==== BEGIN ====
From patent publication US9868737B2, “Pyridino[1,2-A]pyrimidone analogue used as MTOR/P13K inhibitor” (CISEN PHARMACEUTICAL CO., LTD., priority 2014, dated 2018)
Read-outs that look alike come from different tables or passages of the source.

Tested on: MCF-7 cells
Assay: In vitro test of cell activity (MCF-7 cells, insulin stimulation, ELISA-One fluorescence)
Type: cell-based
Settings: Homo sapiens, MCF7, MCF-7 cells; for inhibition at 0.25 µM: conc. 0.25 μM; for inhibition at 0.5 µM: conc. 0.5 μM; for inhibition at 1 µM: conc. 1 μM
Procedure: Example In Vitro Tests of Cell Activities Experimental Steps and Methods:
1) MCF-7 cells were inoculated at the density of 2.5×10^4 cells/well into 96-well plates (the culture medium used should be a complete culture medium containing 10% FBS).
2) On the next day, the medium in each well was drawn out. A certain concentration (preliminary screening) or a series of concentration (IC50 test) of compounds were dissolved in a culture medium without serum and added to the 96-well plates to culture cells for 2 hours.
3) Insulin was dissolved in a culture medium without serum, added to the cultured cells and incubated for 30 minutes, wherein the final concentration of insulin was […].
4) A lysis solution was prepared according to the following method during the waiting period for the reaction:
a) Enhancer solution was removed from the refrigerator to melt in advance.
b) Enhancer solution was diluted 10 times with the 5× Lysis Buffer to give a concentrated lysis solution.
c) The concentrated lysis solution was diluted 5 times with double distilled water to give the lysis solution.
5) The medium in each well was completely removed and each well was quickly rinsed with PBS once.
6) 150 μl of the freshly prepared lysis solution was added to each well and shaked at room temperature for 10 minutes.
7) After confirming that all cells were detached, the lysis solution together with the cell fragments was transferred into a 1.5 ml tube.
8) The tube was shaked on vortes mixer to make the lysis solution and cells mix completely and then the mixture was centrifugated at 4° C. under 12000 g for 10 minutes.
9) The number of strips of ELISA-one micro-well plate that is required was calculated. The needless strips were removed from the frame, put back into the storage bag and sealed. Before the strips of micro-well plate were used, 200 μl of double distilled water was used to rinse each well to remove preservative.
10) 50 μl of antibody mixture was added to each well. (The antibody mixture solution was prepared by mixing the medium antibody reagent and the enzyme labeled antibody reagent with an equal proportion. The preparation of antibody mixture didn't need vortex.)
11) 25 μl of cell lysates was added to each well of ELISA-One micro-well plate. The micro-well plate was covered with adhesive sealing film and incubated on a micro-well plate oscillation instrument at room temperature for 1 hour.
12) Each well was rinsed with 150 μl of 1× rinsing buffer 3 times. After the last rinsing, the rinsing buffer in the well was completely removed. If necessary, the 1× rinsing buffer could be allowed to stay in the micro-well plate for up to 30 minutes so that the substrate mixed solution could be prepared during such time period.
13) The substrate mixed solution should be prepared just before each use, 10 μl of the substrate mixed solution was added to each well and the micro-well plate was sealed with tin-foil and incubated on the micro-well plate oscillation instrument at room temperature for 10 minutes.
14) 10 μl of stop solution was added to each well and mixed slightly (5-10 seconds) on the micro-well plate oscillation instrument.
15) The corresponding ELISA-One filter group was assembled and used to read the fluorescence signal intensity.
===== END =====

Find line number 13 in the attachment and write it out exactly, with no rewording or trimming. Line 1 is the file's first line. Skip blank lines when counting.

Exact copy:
b) Enhancer solution was diluted 10 times with the 5× Lysis Buffer to give a concentrated lysis solution.